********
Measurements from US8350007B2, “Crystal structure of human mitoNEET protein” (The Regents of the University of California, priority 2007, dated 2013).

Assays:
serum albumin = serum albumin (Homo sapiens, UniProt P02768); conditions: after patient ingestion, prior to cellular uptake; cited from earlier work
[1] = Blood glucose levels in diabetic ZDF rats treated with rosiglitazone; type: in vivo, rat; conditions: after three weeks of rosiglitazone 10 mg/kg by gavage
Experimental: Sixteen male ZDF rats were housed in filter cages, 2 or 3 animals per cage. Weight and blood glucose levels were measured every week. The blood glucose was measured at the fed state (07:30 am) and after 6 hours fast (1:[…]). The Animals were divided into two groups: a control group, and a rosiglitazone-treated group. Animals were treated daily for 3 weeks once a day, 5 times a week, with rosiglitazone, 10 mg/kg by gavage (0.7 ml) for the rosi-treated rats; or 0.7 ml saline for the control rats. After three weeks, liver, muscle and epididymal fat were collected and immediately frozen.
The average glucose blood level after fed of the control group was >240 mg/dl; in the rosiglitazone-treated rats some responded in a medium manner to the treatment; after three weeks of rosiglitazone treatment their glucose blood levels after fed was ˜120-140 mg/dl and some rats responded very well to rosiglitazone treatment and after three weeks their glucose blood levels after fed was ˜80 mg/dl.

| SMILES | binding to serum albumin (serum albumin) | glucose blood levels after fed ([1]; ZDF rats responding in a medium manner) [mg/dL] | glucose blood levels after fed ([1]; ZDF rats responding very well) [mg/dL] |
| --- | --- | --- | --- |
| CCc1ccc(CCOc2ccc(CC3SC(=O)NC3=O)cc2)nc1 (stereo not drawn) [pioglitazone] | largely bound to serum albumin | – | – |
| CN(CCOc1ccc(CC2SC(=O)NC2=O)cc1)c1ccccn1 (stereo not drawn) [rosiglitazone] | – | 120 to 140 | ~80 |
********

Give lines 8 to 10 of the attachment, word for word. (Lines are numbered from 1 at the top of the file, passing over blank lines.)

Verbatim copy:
| --- | --- | --- | --- |
| CCc1ccc(CCOc2ccc(CC3SC(=O)NC3=O)cc2)nc1 (stereo not drawn) [pioglitazone] | largely bound to serum albumin | – | – |
| CN(CCOc1ccc(CC2SC(=O)NC2=O)cc1)c1ccccn1 (stereo not drawn) [rosiglitazone] | – | 120 to 140 | ~80 |